UK & World News
Reindeer Cull: 3,000 Animals To Be Shot Dead
A 16-strong team is preparing to shoot dead 3,000 reindeer in a mass slaughter on a small Antarctic island.
A tiny herd of reindeer was introduced to the British territory of South Georgia for food by Norwegian whale hunters a century ago.
Since then the numbers on the island have exploded and the animals are causing significant damage to the environment and threatening the native king penguins.
The team of mainly Sami reindeer herders is now preparing for the cull and has set up fences and a corral for the reindeer.
Most of the animals will be slaughtered with a bolt gunshot to the head. However, those in remote areas, or those near penguins where stampeding reindeer could trample birds, will be shot by rifles.
Reidar Andersen, director of the Norwegian Nature Inspectorate which oversees the team, said: "The reindeer have become very destructive."
Mr Andersen said the reindeer meat would be transported to the Falkland Islands. The hope is it will be sold to locals and to visiting cruise ships.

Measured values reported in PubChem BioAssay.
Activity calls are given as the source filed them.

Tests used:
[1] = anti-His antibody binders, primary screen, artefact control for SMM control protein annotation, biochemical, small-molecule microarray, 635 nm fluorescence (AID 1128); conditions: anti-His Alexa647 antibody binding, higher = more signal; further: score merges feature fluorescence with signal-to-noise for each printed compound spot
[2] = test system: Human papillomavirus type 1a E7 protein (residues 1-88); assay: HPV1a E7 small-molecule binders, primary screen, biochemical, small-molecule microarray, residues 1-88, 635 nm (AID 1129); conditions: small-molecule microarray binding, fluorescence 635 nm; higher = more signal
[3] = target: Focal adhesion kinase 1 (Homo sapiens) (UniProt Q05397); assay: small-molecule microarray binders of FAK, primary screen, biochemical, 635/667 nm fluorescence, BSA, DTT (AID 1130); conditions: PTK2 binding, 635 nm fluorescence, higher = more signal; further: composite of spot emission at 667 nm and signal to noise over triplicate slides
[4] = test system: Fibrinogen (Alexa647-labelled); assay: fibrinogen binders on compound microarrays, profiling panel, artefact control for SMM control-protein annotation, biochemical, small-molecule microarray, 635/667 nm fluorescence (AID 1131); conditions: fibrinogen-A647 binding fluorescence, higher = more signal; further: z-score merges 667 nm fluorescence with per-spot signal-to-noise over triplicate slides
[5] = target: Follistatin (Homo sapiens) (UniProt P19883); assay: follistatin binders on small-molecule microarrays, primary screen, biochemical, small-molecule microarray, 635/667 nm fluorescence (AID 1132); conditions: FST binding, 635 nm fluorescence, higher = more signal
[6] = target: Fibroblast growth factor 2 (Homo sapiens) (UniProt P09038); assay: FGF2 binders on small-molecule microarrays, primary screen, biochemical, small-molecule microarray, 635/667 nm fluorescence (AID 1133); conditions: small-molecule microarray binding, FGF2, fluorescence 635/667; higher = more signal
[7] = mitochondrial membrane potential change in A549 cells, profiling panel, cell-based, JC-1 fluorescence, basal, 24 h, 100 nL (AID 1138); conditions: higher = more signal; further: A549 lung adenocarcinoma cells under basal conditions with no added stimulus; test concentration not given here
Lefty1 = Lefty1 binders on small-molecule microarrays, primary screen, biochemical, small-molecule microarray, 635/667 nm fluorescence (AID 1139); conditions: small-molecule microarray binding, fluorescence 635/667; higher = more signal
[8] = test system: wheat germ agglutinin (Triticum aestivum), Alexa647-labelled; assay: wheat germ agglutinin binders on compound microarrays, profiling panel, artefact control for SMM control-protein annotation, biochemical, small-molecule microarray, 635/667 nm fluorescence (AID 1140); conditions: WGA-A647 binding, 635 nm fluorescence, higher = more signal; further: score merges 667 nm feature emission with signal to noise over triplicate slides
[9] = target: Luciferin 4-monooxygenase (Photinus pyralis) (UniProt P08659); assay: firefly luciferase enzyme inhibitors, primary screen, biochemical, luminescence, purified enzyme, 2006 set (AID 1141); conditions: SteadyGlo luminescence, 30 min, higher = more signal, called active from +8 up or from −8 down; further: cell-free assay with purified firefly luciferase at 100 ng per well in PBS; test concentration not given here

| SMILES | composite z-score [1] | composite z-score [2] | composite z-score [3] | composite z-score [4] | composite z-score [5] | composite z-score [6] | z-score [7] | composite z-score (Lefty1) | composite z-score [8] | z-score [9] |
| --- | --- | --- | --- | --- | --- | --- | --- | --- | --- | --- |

The animals have trampled native plants, caused erosion and are posing a threat to South Georgia's king penguins and local birds such as the pipit and pintail by destroying their nests.
The project to cull the animals is likely to take two summers.
Ten reindeer were originally brought to the island in 1911.
The Norwegian whaler C A Larsen wrote of their introduction, saying: "I feel sure they will thrive and become prolific in time, if they are left alone, which would most assuredly be an asset to South Georgia."
The reindeer are part of a global problem with invasive species - non-native animals or plants that take over new habitats - estimated to cost $1.4 trillion (£875 billion)a year.
Arild Skedsmo, of the WWF conservation group, said that the cull "is the kind of action that's needed from time to time to correct previous mistakes".